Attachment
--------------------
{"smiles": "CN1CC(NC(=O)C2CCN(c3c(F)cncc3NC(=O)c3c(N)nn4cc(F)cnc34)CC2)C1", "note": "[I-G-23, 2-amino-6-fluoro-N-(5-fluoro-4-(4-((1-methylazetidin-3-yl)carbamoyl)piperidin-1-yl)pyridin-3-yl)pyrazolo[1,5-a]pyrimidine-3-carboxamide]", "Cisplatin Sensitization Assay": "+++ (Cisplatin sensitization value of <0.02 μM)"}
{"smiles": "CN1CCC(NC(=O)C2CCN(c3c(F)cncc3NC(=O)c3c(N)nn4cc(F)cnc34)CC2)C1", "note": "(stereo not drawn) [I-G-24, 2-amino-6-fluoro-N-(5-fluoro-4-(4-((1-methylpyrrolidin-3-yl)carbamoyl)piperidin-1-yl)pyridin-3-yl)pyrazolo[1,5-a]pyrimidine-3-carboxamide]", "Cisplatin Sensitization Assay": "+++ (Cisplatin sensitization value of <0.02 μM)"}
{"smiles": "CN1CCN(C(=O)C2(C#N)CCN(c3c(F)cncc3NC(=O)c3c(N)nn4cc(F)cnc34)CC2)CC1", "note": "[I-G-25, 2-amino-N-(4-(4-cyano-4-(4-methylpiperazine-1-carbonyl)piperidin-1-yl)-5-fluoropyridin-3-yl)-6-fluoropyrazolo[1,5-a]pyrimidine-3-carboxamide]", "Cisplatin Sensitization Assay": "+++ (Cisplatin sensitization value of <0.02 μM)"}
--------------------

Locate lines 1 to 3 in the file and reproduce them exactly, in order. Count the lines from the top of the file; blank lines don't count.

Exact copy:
{"smiles": "CN1CC(NC(=O)C2CCN(c3c(F)cncc3NC(=O)c3c(N)nn4cc(F)cnc34)CC2)C1", "note": "[I-G-23, 2-amino-6-fluoro-N-(5-fluoro-4-(4-((1-methylazetidin-3-yl)carbamoyl)piperidin-1-yl)pyridin-3-yl)pyrazolo[1,5-a]pyrimidine-3-carboxamide]", "Cisplatin Sensitization Assay": "+++ (Cisplatin sensitization value of <0.02 μM)"}
{"smiles": "CN1CCC(NC(=O)C2CCN(c3c(F)cncc3NC(=O)c3c(N)nn4cc(F)cnc34)CC2)C1", "note": "(stereo not drawn) [I-G-24, 2-amino-6-fluoro-N-(5-fluoro-4-(4-((1-methylpyrrolidin-3-yl)carbamoyl)piperidin-1-yl)pyridin-3-yl)pyrazolo[1,5-a]pyrimidine-3-carboxamide]", "Cisplatin Sensitization Assay": "+++ (Cisplatin sensitization value of <0.02 μM)"}
{"smiles": "CN1CCN(C(=O)C2(C#N)CCN(c3c(F)cncc3NC(=O)c3c(N)nn4cc(F)cnc34)CC2)CC1", "note": "[I-G-25, 2-amino-N-(4-(4-cyano-4-(4-methylpiperazine-1-carbonyl)piperidin-1-yl)-5-fluoropyridin-3-yl)-6-fluoropyrazolo[1,5-a]pyrimidine-3-carboxamide]", "Cisplatin Sensitization Assay": "+++ (Cisplatin sensitization value of <0.02 μM)"}